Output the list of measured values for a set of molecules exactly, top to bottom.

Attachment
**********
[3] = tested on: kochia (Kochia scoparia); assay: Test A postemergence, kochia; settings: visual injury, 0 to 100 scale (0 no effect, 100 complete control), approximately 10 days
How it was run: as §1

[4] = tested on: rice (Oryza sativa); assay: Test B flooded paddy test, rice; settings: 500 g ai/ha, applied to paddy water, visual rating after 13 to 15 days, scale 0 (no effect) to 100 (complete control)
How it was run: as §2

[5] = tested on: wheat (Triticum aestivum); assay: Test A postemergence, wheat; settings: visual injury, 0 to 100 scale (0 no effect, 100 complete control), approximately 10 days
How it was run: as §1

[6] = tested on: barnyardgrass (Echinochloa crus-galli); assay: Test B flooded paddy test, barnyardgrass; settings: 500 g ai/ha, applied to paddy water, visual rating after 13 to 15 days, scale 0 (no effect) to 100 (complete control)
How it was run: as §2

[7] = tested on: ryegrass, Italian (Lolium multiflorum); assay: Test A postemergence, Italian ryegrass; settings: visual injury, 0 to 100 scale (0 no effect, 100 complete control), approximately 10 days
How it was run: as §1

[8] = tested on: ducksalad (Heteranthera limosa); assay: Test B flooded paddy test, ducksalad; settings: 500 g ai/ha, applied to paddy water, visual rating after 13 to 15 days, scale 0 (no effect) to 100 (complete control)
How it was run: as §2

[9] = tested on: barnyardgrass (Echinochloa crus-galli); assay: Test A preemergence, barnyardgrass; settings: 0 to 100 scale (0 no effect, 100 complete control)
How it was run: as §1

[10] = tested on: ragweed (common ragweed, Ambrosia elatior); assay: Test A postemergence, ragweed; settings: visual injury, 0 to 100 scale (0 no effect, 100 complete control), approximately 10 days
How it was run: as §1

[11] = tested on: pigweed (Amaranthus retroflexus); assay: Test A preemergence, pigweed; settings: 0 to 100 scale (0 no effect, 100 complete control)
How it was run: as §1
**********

[3] = tested on: kochia (Kochia scoparia); assay: Test A postemergence, kochia; settings: visual injury, 0 to 100 scale (0 no effect, 100 complete control), approximately 10 days
How it was run: as §1

[4] = tested on: rice (Oryza sativa); assay: Test B flooded paddy test, rice; settings: 500 g ai/ha, applied to paddy water, visual rating after 13 to 15 days, scale 0 (no effect) to 100 (complete control)
How it was run: as §2

[5] = tested on: wheat (Triticum aestivum); assay: Test A postemergence, wheat; settings: visual injury, 0 to 100 scale (0 no effect, 100 complete control), approximately 10 days
How it was run: as §1

[6] = tested on: barnyardgrass (Echinochloa crus-galli); assay: Test B flooded paddy test, barnyardgrass; settings: 500 g ai/ha, applied to paddy water, visual rating after 13 to 15 days, scale 0 (no effect) to 100 (complete control)
How it was run: as §2

[7] = tested on: ryegrass, Italian (Lolium multiflorum); assay: Test A postemergence, Italian ryegrass; settings: visual injury, 0 to 100 scale (0 no effect, 100 complete control), approximately 10 days
How it was run: as §1

[8] = tested on: ducksalad (Heteranthera limosa); assay: Test B flooded paddy test, ducksalad; settings: 500 g ai/ha, applied to paddy water, visual rating after 13 to 15 days, scale 0 (no effect) to 100 (complete control)
How it was run: as §2

[9] = tested on: barnyardgrass (Echinochloa crus-galli); assay: Test A preemergence, barnyardgrass; settings: 0 to 100 scale (0 no effect, 100 complete control)
How it was run: as §1

[10] = tested on: ragweed (common ragweed, Ambrosia elatior); assay: Test A postemergence, ragweed; settings: visual injury, 0 to 100 scale (0 no effect, 100 complete control), approximately 10 days
How it was run: as §1

[11] = tested on: pigweed (Amaranthus retroflexus); assay: Test A preemergence, pigweed; settings: 0 to 100 scale (0 no effect, 100 complete control)
How it was run: as §1